NEW YORK (MainStreet) -- New Year's Eve puts many Americans in the mood to pop some bubbly, but they don't need Champagne to fill their flutes.
Americans consumed 15.4 million cases of sparkling wine last year, according to The Wine Institute. That's only slightly more than the 15 million cases they were polishing off in 1990, but a vast improvement from the 11.6 million cases moved a decade ago.
Sparkling wine's recent effervescence is just as promising. Consumption was up 10% last year, which led The Wine Institute to suggest that more bubbly was making its way into everyday cocktails instead of being saved for special events. As a result, sparkling wine is now 4.6% of all wine sold in this country.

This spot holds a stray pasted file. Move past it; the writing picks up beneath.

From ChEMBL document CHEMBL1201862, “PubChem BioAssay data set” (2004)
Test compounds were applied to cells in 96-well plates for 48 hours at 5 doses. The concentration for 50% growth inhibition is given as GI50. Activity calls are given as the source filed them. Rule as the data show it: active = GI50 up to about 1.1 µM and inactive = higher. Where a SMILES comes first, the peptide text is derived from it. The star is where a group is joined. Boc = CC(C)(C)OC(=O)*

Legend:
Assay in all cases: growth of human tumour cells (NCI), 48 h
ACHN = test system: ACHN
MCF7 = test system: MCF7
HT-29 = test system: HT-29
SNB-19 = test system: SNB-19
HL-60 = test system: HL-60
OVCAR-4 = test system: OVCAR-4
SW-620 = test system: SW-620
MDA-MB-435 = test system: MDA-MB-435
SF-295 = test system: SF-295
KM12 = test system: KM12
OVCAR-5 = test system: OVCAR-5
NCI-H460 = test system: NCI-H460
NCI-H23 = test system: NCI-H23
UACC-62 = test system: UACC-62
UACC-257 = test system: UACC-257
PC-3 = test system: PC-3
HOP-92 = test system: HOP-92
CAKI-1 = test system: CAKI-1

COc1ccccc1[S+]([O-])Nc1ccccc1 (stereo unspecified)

Much of that growth is coming from grapes not grown in France's Champagne region. Of those 15.4 million case of bubbly, more than half (8.1 million) come from LVMH's French-owned Domaine Chandon, Constellation Brands (STZ) labels such as Cook's California Champagne and Woodridge Sparkling as well as other California producers. That's actually down from the 9.2 million cases California produced in 1990 that was on par with sparkling wine production in all U.S. states last year. Bubbly's biggest growth still comes from overseas. Champagne and its carbonated counterparts constituted only 4.3 million cases worth of U.S. consumption in 1990. By last year, bubbly from not only French producers such as Diageo's (DEO) Moet & Chandon and Dom Perignon, but from Australia, Italy, Austria and elsewhere helped bring 6.18 million foreign cases to these shores and spread new varieties of sparkling wine one New Year's Eve party at a time. Unfortunately for U.S. bubbly drinkers, that demand and an increasing thirst for sparkling wine elsewhere is going to send Champagne prices soaring within the next year. The Champagne region only has so much vineyard space to go around, so even peak production tops out at 320 million bottles a year. Those little vineyards cost a lot more to buy these days as well, which means that those costs combined with rising grape prices and new Champagne markets are squeezing even more money out of each bottle. "Champagne now faces growing scarcity, due mainly to growth in the BRIC markets," Moet Hennessy CEO Jim Clerkin told Shanken News Daily last month, referring to Brazil, Russia, India, and China, before predicting double-digit price hikes for certain Moet Hennessy sparklers. In the interest of cutting costs and adding variety to holiday vino options, we've raided the wine racks and found five serviceable alternatives to Champagne:
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